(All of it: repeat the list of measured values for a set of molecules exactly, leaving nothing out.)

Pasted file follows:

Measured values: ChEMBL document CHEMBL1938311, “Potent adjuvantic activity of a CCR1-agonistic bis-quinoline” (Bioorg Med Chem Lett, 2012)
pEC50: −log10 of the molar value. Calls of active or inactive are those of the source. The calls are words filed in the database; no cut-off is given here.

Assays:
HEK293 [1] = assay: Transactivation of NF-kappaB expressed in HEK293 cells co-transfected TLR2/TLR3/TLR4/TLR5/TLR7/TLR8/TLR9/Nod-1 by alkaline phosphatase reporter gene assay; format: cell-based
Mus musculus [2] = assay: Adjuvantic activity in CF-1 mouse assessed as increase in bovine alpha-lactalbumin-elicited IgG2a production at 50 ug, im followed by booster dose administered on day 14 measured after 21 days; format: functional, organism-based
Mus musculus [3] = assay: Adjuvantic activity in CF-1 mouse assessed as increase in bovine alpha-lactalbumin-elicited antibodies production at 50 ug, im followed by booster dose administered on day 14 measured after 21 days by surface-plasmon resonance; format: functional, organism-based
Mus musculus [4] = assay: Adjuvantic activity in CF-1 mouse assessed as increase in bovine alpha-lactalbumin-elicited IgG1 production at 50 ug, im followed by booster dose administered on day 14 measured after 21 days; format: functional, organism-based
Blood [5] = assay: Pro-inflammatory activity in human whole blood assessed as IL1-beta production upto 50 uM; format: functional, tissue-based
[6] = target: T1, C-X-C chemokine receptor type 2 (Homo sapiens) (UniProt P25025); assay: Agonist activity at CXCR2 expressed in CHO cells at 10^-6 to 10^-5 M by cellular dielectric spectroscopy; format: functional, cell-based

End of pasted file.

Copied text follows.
Measured values: ChEMBL document CHEMBL1938311, “Potent adjuvantic activity of a CCR1-agonistic bis-quinoline” (Bioorg Med Chem Lett, 2012)
pEC50: −log10 of the molar value. Calls of active or inactive are those of the source. The calls are words filed in the database; no cut-off is given here.

Assays:
HEK293 [1] = assay: Transactivation of NF-kappaB expressed in HEK293 cells co-transfected TLR2/TLR3/TLR4/TLR5/TLR7/TLR8/TLR9/Nod-1 by alkaline phosphatase reporter gene assay; format: cell-based
Mus musculus [2] = assay: Adjuvantic activity in CF-1 mouse assessed as increase in bovine alpha-lactalbumin-elicited IgG2a production at 50 ug, im followed by booster dose administered on day 14 measured after 21 days; format: functional, organism-based
Mus musculus [3] = assay: Adjuvantic activity in CF-1 mouse assessed as increase in bovine alpha-lactalbumin-elicited antibodies production at 50 ug, im followed by booster dose administered on day 14 measured after 21 days by surface-plasmon resonance; format: functional, organism-based
Mus musculus [4] = assay: Adjuvantic activity in CF-1 mouse assessed as increase in bovine alpha-lactalbumin-elicited IgG1 production at 50 ug, im followed by booster dose administered on day 14 measured after 21 days; format: functional, organism-based
Blood [5] = assay: Pro-inflammatory activity in human whole blood assessed as IL1-beta production upto 50 uM; format: functional, tissue-based
[6] = target: T1, C-X-C chemokine receptor type 2 (Homo sapiens) (UniProt P25025); assay: Agonist activity at CXCR2 expressed in CHO cells at 10^-6 to 10^-5 M by cellular dielectric spectroscopy; format: functional, cell-based